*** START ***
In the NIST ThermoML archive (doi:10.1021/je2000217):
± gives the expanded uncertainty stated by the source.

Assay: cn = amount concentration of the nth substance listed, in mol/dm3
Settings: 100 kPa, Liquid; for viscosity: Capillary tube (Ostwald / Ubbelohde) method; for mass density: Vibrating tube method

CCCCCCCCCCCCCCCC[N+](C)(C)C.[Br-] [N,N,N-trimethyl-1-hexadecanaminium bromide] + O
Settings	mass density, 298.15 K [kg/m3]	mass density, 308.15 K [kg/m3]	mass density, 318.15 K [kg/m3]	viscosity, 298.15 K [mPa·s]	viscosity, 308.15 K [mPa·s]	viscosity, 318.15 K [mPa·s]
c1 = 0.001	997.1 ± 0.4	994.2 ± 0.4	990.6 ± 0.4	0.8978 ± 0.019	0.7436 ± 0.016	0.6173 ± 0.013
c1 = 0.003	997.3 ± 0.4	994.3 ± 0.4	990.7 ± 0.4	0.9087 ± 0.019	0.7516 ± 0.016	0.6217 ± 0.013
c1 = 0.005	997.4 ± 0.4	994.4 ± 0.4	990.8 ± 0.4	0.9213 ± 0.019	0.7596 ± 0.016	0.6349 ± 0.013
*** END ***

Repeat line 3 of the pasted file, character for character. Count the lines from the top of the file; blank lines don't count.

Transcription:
Assay: cn = amount concentration of the nth substance listed, in mol/dm3